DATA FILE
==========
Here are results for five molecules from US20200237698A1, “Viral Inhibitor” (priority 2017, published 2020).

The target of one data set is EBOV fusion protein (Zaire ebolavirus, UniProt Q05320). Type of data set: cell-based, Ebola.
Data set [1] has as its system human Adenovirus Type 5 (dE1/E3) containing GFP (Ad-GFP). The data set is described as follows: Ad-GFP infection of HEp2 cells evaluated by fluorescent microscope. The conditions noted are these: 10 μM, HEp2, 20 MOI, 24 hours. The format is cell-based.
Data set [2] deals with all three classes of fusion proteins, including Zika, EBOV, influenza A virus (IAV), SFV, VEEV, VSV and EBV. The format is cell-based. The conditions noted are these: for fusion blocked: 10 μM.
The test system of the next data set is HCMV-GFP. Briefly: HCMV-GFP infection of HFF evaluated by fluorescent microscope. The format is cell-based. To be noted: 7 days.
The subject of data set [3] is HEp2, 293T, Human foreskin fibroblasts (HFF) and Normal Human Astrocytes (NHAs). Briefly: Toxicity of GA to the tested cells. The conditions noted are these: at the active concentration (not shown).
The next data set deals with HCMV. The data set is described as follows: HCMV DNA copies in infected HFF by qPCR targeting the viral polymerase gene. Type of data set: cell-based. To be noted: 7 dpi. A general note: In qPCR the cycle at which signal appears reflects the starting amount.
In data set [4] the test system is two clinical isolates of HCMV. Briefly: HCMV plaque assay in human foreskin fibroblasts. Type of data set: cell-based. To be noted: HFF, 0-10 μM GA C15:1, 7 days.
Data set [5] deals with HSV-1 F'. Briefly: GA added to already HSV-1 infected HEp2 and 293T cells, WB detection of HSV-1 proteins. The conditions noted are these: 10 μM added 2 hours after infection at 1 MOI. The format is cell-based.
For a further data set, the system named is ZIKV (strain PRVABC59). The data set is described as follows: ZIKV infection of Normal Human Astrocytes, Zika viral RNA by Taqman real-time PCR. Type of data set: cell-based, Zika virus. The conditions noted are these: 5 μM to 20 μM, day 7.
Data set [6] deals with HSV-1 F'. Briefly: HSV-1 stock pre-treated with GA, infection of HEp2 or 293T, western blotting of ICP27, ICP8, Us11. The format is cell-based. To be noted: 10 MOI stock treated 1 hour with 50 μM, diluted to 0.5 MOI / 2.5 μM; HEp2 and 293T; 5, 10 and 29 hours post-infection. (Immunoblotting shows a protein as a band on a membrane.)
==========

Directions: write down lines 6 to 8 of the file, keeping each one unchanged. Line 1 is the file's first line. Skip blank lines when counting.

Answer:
The subject of data set [3] is HEp2, 293T, Human foreskin fibroblasts (HFF) and Normal Human Astrocytes (NHAs). Briefly: Toxicity of GA to the tested cells. The conditions noted are these: at the active concentration (not shown).
The next data set deals with HCMV. The data set is described as follows: HCMV DNA copies in infected HFF by qPCR targeting the viral polymerase gene. Type of data set: cell-based. To be noted: 7 dpi. A general note: In qPCR the cycle at which signal appears reflects the starting amount.
In data set [4] the test system is two clinical isolates of HCMV. Briefly: HCMV plaque assay in human foreskin fibroblasts. Type of data set: cell-based. To be noted: HFF, 0-10 μM GA C15:1, 7 days.